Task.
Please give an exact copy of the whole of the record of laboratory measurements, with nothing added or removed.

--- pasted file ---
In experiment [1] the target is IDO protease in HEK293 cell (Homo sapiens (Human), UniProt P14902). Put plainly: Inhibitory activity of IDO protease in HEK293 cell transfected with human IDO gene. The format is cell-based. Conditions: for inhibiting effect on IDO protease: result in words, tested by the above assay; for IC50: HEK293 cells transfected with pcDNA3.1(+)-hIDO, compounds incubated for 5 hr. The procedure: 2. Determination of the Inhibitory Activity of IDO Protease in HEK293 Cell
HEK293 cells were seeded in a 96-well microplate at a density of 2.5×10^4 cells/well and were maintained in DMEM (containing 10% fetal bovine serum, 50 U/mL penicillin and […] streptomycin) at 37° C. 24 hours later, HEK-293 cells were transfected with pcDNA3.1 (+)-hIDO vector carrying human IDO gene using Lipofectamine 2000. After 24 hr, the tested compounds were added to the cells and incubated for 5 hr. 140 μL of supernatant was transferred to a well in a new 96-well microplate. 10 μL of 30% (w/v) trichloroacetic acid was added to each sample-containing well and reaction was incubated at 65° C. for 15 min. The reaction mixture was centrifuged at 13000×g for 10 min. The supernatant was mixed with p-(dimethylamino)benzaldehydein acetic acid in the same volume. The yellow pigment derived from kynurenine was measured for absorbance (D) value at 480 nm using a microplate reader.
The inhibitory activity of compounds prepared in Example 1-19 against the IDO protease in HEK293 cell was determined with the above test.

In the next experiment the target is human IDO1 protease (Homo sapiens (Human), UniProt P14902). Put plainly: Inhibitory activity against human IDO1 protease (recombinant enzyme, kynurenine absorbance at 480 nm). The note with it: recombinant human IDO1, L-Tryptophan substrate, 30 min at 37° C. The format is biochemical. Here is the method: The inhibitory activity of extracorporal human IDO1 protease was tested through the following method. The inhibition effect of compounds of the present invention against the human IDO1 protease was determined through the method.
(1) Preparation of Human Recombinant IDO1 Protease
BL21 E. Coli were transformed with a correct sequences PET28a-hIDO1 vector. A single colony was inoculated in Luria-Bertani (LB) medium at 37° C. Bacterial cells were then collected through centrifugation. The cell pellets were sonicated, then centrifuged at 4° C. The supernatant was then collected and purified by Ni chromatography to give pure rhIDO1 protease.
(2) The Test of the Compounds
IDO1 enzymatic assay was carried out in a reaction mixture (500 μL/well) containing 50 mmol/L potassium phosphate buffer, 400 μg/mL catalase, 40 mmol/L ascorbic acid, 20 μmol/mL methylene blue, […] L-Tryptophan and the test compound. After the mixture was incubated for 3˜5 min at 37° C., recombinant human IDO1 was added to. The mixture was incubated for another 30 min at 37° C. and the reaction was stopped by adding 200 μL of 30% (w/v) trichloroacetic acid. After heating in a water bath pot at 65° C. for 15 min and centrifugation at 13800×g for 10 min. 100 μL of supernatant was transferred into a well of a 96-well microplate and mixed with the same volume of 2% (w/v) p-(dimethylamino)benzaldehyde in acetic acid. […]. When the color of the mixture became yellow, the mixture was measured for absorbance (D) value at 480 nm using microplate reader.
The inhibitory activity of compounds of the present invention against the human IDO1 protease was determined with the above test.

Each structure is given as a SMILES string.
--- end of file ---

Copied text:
In experiment [1] the target is IDO protease in HEK293 cell (Homo sapiens (Human), UniProt P14902). Put plainly: Inhibitory activity of IDO protease in HEK293 cell transfected with human IDO gene. The format is cell-based. Conditions: for inhibiting effect on IDO protease: result in words, tested by the above assay; for IC50: HEK293 cells transfected with pcDNA3.1(+)-hIDO, compounds incubated for 5 hr. The procedure: 2. Determination of the Inhibitory Activity of IDO Protease in HEK293 Cell
HEK293 cells were seeded in a 96-well microplate at a density of 2.5×10^4 cells/well and were maintained in DMEM (containing 10% fetal bovine serum, 50 U/mL penicillin and […] streptomycin) at 37° C. 24 hours later, HEK-293 cells were transfected with pcDNA3.1 (+)-hIDO vector carrying human IDO gene using Lipofectamine 2000. After 24 hr, the tested compounds were added to the cells and incubated for 5 hr. 140 μL of supernatant was transferred to a well in a new 96-well microplate. 10 μL of 30% (w/v) trichloroacetic acid was added to each sample-containing well and reaction was incubated at 65° C. for 15 min. The reaction mixture was centrifuged at 13000×g for 10 min. The supernatant was mixed with p-(dimethylamino)benzaldehydein acetic acid in the same volume. The yellow pigment derived from kynurenine was measured for absorbance (D) value at 480 nm using a microplate reader.
The inhibitory activity of compounds prepared in Example 1-19 against the IDO protease in HEK293 cell was determined with the above test.

In the next experiment the target is human IDO1 protease (Homo sapiens (Human), UniProt P14902). Put plainly: Inhibitory activity against human IDO1 protease (recombinant enzyme, kynurenine absorbance at 480 nm). The note with it: recombinant human IDO1, L-Tryptophan substrate, 30 min at 37° C. The format is biochemical. Here is the method: The inhibitory activity of extracorporal human IDO1 protease was tested through the following method. The inhibition effect of compounds of the present invention against the human IDO1 protease was determined through the method.
(1) Preparation of Human Recombinant IDO1 Protease
BL21 E. Coli were transformed with a correct sequences PET28a-hIDO1 vector. A single colony was inoculated in Luria-Bertani (LB) medium at 37° C. Bacterial cells were then collected through centrifugation. The cell pellets were sonicated, then centrifuged at 4° C. The supernatant was then collected and purified by Ni chromatography to give pure rhIDO1 protease.
(2) The Test of the Compounds
IDO1 enzymatic assay was carried out in a reaction mixture (500 μL/well) containing 50 mmol/L potassium phosphate buffer, 400 μg/mL catalase, 40 mmol/L ascorbic acid, 20 μmol/mL methylene blue, […] L-Tryptophan and the test compound. After the mixture was incubated for 3˜5 min at 37° C., recombinant human IDO1 was added to. The mixture was incubated for another 30 min at 37° C. and the reaction was stopped by adding 200 μL of 30% (w/v) trichloroacetic acid. After heating in a water bath pot at 65° C. for 15 min and centrifugation at 13800×g for 10 min. 100 μL of supernatant was transferred into a well of a 96-well microplate and mixed with the same volume of 2% (w/v) p-(dimethylamino)benzaldehyde in acetic acid. […]. When the color of the mixture became yellow, the mixture was measured for absorbance (D) value at 480 nm using microplate reader.
The inhibitory activity of compounds of the present invention against the human IDO1 protease was determined with the above test.

Each structure is given as a SMILES string.